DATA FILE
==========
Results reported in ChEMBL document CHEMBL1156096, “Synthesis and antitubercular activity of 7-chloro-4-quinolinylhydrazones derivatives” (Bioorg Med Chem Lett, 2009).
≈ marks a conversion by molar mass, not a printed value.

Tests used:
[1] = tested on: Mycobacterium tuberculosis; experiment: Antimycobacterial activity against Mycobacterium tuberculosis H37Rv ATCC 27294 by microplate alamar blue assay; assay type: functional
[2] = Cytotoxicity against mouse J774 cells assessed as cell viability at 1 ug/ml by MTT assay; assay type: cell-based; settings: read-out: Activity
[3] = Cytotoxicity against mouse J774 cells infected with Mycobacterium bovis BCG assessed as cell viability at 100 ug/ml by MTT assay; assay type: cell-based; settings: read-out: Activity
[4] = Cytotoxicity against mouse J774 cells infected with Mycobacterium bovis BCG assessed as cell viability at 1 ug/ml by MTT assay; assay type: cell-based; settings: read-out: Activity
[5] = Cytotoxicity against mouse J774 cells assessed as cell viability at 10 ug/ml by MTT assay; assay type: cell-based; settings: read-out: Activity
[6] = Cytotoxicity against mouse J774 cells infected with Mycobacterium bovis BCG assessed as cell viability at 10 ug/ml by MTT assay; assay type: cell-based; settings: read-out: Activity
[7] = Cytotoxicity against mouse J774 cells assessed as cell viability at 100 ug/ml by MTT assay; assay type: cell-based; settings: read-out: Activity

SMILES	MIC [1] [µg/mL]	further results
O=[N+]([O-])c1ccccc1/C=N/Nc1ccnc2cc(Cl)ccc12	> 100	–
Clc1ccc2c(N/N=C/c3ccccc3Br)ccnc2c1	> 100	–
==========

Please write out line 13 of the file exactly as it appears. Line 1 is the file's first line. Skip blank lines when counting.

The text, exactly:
Clc1ccc2c(N/N=C/c3ccccc3Br)ccnc2c1	> 100	–